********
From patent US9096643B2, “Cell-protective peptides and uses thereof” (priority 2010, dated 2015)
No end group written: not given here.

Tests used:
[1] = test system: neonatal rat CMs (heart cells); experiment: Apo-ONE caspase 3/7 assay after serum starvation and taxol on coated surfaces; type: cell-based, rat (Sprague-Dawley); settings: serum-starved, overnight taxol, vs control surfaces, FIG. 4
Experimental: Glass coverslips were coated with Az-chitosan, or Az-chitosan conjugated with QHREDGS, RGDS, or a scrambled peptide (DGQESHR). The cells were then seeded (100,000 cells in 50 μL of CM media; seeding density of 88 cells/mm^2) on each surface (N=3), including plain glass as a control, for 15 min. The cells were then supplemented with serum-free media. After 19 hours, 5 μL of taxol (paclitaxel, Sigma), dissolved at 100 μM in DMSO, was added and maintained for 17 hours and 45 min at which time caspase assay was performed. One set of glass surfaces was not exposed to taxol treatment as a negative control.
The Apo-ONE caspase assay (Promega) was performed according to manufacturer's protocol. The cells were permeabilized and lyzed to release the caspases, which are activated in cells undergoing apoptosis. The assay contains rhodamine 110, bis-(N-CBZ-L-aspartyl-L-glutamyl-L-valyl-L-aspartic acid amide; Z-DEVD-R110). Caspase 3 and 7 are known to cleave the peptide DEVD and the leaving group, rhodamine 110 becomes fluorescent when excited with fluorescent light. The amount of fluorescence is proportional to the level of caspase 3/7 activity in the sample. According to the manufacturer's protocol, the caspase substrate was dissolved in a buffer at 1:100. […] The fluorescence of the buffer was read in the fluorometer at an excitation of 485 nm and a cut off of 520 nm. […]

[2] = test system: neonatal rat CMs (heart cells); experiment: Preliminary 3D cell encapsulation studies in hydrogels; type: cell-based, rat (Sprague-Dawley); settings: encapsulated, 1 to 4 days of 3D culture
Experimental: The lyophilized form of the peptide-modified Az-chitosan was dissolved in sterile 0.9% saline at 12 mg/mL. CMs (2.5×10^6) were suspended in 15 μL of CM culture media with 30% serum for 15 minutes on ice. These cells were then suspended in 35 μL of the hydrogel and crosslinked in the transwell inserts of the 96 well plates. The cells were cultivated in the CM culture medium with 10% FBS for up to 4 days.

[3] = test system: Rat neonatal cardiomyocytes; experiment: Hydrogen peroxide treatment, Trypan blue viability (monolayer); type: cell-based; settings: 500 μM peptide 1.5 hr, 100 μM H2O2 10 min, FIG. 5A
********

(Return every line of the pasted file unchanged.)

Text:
From patent US9096643B2, “Cell-protective peptides and uses thereof” (priority 2010, dated 2015)
No end group written: not given here.

Tests used:
[1] = test system: neonatal rat CMs (heart cells); experiment: Apo-ONE caspase 3/7 assay after serum starvation and taxol on coated surfaces; type: cell-based, rat (Sprague-Dawley); settings: serum-starved, overnight taxol, vs control surfaces, FIG. 4
Experimental: Glass coverslips were coated with Az-chitosan, or Az-chitosan conjugated with QHREDGS, RGDS, or a scrambled peptide (DGQESHR). The cells were then seeded (100,000 cells in 50 μL of CM media; seeding density of 88 cells/mm^2) on each surface (N=3), including plain glass as a control, for 15 min. The cells were then supplemented with serum-free media. After 19 hours, 5 μL of taxol (paclitaxel, Sigma), dissolved at 100 μM in DMSO, was added and maintained for 17 hours and 45 min at which time caspase assay was performed. One set of glass surfaces was not exposed to taxol treatment as a negative control.
The Apo-ONE caspase assay (Promega) was performed according to manufacturer's protocol. The cells were permeabilized and lyzed to release the caspases, which are activated in cells undergoing apoptosis. The assay contains rhodamine 110, bis-(N-CBZ-L-aspartyl-L-glutamyl-L-valyl-L-aspartic acid amide; Z-DEVD-R110). Caspase 3 and 7 are known to cleave the peptide DEVD and the leaving group, rhodamine 110 becomes fluorescent when excited with fluorescent light. The amount of fluorescence is proportional to the level of caspase 3/7 activity in the sample. According to the manufacturer's protocol, the caspase substrate was dissolved in a buffer at 1:100. […] The fluorescence of the buffer was read in the fluorometer at an excitation of 485 nm and a cut off of 520 nm. […]

[2] = test system: neonatal rat CMs (heart cells); experiment: Preliminary 3D cell encapsulation studies in hydrogels; type: cell-based, rat (Sprague-Dawley); settings: encapsulated, 1 to 4 days of 3D culture
Experimental: The lyophilized form of the peptide-modified Az-chitosan was dissolved in sterile 0.9% saline at 12 mg/mL. CMs (2.5×10^6) were suspended in 15 μL of CM culture media with 30% serum for 15 minutes on ice. These cells were then suspended in 35 μL of the hydrogel and crosslinked in the transwell inserts of the 96 well plates. The cells were cultivated in the CM culture medium with 10% FBS for up to 4 days.

[3] = test system: Rat neonatal cardiomyocytes; experiment: Hydrogen peroxide treatment, Trypan blue viability (monolayer); type: cell-based; settings: 500 μM peptide 1.5 hr, 100 μM H2O2 10 min, FIG. 5A